6. Costumes and Masks
Although as per Nicole Kidman, Kubrick had little interest in how the costumes were chosen and the famous dress from the opening scene was straight out of Kidman’s own closet. But when it was intended to communicate significant aspects of the film, the costumes of “Eyes Wide Shut” were some of the most dazzlingly insightful creations in any Kubrick film.
Alice’s dress at the party radiates a stunning emulsification of a classic and contemporary sensibility. But Bill, characteristically, doesn’t even bother to look at it. “You always look beautiful.”, he points out. On a closer look, you’ll discover how subtly the costumes of the party guests maintain the color palette of the film.
The costuming obviously comes alive in the grand, carefully paced orgy sequence. Everything that reflects identity, that makes people there distinguishable from others is hidden. Everything that doesn’t, is not. The women are cladded in G-strings and heels, and the men in huge cloaks. But the most fascinating component of their dresses are the masks they adorn.
These masks are strangely shaped, have eye-pooping colors and shots of the large groups of people wearing them, as though the expressions on the masks are their own, produce a dangerously comical effect. Stripped of their reality, these men and women have now hidden behind these horrific guises, indulging their most deviant desires.
Bill’s own mask was famously designed by emulating the features of actor Ryan O’Neal who plays the protagonist in Kubrick’s “Barry Lyndon”. Unlike “The Shining’s” Jack Torrance and “A Clockwork Orange’s” Alex DeLarge, Barry and Bill are much more silent subjects than what Kubrick was known for.
As Roger Ebert correctly noted, Barry is a man “to whom things happen.” And so is Bill. And that mask he wears is probably more dangerous than any other there, because it makes Bill even more passive then he is and inherently even more indiscernible.
7. Dream-Like Pacing
“Eyes Wide Shut” is slow. It’s overwhelmingly, aggressively, violently slow. People expecting to see an erotic thriller might as well watch something else, for the pace of this one can be an uphill climb even for some of the most serious Kubrick devotees. There are parts of the film, including, most glaringly, the return of Bill to Domino’s apartment that might fuel the belief many still harbor that Kubrick might not be entirely done with the film. For most conventional filmmakers, that kind of scene would be left on the cutting floor.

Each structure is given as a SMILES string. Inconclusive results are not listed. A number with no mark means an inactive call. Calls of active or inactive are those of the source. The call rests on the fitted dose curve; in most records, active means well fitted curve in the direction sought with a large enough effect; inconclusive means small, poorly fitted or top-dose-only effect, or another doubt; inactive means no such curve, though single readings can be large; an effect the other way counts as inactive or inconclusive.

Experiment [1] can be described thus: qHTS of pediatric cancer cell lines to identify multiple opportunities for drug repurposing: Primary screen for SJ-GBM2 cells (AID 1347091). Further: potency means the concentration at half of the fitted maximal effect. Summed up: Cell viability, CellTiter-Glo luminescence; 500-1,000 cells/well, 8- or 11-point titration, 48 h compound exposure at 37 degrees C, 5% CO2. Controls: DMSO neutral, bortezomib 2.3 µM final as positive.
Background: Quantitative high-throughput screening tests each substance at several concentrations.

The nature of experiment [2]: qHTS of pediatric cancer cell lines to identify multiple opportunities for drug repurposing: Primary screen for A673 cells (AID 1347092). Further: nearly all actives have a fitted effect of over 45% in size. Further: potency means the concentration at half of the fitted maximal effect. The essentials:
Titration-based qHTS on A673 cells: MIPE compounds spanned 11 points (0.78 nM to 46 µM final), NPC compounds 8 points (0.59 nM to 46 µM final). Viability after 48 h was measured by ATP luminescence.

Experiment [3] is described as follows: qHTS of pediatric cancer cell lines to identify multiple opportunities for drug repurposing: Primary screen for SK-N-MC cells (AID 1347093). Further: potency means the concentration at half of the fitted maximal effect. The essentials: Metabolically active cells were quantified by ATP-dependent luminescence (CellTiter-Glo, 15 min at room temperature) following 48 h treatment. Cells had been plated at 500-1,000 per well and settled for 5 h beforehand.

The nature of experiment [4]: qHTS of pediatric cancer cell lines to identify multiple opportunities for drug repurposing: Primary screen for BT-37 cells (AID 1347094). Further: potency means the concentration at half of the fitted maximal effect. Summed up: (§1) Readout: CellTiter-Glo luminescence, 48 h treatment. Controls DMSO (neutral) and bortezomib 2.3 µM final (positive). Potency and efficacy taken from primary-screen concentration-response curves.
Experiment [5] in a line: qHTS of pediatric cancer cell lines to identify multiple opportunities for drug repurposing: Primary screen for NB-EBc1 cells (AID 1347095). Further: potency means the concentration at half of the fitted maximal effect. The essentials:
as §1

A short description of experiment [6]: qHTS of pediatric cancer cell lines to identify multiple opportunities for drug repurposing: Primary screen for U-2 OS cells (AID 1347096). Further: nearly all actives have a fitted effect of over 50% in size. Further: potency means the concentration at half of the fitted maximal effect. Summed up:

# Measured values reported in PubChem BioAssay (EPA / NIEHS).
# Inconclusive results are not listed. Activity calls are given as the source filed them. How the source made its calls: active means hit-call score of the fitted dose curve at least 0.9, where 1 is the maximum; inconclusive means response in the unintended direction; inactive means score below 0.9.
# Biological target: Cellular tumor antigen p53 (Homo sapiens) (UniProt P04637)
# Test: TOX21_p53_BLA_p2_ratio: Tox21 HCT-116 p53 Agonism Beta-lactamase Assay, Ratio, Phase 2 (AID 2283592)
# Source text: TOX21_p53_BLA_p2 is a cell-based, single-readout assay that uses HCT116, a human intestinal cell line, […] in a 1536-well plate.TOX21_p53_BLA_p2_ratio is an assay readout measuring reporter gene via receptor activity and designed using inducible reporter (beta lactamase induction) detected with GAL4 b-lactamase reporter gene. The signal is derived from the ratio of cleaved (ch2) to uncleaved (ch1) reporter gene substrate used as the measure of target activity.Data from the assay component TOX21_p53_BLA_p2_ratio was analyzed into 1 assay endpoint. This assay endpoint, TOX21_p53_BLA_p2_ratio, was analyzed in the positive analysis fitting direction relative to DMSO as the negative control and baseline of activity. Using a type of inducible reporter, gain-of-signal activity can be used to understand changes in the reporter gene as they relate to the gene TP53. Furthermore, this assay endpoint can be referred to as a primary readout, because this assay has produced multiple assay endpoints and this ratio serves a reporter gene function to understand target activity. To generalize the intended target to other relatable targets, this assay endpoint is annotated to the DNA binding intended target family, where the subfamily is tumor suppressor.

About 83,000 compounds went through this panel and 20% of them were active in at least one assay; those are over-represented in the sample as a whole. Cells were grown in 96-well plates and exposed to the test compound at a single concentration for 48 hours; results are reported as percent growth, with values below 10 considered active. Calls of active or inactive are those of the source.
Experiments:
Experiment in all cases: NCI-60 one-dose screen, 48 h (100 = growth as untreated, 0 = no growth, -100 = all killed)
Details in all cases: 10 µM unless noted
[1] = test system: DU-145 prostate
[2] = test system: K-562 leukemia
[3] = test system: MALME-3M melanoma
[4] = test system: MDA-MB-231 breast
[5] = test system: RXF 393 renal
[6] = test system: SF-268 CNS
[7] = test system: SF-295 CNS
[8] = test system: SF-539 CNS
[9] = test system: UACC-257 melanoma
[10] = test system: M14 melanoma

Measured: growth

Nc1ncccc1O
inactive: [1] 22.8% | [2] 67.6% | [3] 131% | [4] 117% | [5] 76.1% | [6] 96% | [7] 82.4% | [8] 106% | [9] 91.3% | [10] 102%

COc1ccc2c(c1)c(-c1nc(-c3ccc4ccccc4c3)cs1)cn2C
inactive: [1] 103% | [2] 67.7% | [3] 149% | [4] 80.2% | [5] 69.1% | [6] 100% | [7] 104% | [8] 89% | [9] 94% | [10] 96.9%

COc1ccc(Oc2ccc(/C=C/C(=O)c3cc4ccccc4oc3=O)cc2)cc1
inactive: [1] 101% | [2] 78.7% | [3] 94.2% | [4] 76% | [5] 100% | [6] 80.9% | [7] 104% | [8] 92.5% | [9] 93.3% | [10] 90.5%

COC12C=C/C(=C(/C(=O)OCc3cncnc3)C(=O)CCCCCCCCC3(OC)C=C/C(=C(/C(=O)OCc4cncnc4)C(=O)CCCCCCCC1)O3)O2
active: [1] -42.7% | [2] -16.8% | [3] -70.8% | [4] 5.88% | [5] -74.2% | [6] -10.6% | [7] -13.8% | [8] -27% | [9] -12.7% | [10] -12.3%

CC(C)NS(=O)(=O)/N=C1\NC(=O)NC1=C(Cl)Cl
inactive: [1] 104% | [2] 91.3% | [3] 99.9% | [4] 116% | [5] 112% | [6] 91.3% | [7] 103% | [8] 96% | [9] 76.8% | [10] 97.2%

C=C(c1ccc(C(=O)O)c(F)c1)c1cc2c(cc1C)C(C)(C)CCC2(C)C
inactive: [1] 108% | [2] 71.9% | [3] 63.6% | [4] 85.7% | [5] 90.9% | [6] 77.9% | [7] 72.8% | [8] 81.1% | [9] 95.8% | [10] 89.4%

Does the scene feel redundant? Yes. Does it tell something new? Based on how much of a Kubrick film is open to discovery even after multiple viewings, it is more probable than not. Maybe the scene quietly reaffirms Bill’s realization of how wafer-thin the line between life and death is. Maybe it adds another layer to Kubrick’s study of the male sex through Bill’s obliviousness, and how it is gradually being eroded by the events of the narrative. That, is for you, the viewer, to decide.
To many, especially the generation used to the adrenaline-fueled filmmaking of today, Kubrick’s use of zoom-ins would be a cause of impatience with the film. But this is a filmmaker who directs like a composer composes music. When he hits a high note, the more intense it is, the more effective. So when the camera zooms in as Bill reads the news of Mandy’s death, it works only if you have totally immersed yourself in the film and are only relishing the experience.
Because of its peculiarity and subdued ambiguity, the pacing of “Eyes Wide Shut” is relentlessly slow. You are caught in a dream, every single one of your senses is alive and you can’t escape, which mirrors the experience of the man through whom we are viewing everything. It takes complete hold of you, and unfolds with its own certain, assured pace.
Take that scene at Ziegler’s house with the two men talking around the billiards table for instance. The pace is excruciatingly dreary. But each line of dialogue seems perfected to death and the actors’ patient delivery ensures that the tension in the conversation is air-tight till the very end. A scene so bold in its execution could only be pulled off by a filmmaker of Kubrick’s stature.
Author Bio: Anmol Titoria is a student at University and has been writing and engaging in many a parley about film since he was in school, where he was responsible for writing the film column of the monthly newsletter. He professes his love for Kubrick, Bergman and Tarkovsky in ways so multifarious and with such alarming regularity that his family has considered throwing him out repeatedly.